Mexico wants U.S. radio regulators to re-think their decision to allow AMs to go IBOC at night and FMs to operate on the extended hybrid digital carriers.
Our neighbors to the south say they are not happy the FCC authorized its recent “final” IBOC rules governing broadcast transmissions without first coordinating those through international treaties.
In a letter to Chairman Martin filed in the IBOC docket, the Mexican Federal Telecommunications Commission, which regulates communications in Mexico, states that “until technical criteria” have been established between the agencies to allow “optimal and efficient development of analog and digital radio broadcasting along our common border,” the commission should hold off on the two points made earlier.
Sources tell me they believe Mexico filed the letter so it would have standing in any proceeding on IBOC and to have a way to adjudicate interference claims for the border area. Indeed, the group also refers to possible interference from U.S. IBOC stations to Mexican stations as a reason to have the coordination completed according to treaties first.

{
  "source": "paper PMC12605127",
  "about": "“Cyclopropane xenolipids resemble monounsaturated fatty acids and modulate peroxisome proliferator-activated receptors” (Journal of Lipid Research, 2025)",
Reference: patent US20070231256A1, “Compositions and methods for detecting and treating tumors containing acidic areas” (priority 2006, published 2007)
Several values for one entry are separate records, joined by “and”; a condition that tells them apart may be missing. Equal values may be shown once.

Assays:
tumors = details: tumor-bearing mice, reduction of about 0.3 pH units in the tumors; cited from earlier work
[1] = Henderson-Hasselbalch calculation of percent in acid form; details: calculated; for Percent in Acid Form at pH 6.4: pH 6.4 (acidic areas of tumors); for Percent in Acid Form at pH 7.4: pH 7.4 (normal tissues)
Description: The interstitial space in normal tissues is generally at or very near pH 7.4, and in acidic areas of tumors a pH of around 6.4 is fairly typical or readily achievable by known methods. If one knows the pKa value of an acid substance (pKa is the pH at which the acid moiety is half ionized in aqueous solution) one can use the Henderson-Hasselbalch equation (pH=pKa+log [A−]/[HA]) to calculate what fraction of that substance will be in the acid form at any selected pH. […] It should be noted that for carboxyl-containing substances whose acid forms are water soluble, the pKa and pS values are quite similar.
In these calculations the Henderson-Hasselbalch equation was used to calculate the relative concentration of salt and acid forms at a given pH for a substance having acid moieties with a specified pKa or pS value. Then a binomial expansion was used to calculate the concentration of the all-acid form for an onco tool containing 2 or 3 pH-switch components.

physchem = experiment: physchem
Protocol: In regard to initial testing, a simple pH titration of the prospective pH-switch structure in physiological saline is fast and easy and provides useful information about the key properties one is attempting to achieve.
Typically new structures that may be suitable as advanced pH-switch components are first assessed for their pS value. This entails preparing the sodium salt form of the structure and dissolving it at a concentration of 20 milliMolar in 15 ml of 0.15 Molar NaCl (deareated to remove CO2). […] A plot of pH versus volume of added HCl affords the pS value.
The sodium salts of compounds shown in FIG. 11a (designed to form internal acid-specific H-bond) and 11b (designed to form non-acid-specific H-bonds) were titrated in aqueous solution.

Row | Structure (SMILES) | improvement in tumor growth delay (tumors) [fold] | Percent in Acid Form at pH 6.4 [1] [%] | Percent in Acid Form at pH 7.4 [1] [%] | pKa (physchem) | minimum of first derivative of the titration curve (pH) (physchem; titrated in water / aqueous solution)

The FCC handles coordination with the State Department, so perhaps the timing isn’t all up to the FCC.
Interesting development. As we recently reported, Mexico has agreed in principle to allow border stations to use FM IBOC, and that decision needs to be finalized and printed in Mexico’s version of the Federal Register.